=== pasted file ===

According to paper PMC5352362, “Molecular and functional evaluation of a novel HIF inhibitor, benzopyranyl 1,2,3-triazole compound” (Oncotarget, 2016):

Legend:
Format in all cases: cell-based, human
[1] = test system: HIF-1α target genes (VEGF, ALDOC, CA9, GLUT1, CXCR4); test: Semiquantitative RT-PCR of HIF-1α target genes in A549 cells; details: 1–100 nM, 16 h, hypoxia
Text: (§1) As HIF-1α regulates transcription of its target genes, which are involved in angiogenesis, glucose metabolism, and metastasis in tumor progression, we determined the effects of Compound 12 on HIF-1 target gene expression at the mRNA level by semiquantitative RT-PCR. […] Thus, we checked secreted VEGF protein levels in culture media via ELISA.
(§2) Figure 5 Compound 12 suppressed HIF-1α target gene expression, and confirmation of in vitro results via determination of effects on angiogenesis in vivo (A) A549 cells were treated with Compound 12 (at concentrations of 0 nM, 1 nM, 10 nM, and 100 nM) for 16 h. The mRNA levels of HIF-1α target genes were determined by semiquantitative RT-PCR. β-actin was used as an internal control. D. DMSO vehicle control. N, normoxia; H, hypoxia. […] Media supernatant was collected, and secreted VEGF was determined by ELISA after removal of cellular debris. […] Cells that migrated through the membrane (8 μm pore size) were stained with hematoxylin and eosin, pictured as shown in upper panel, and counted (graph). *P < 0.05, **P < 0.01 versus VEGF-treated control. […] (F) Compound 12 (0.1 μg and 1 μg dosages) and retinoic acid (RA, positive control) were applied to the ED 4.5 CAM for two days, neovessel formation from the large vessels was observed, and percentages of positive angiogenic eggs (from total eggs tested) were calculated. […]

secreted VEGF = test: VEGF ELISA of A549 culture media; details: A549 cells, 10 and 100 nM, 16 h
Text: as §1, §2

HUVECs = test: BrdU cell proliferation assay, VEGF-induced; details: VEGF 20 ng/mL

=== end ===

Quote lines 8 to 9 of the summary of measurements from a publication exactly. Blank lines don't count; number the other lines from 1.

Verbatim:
Text: as §1, §2

HUVECs = test: BrdU cell proliferation assay, VEGF-induced; details: VEGF 20 ng/mL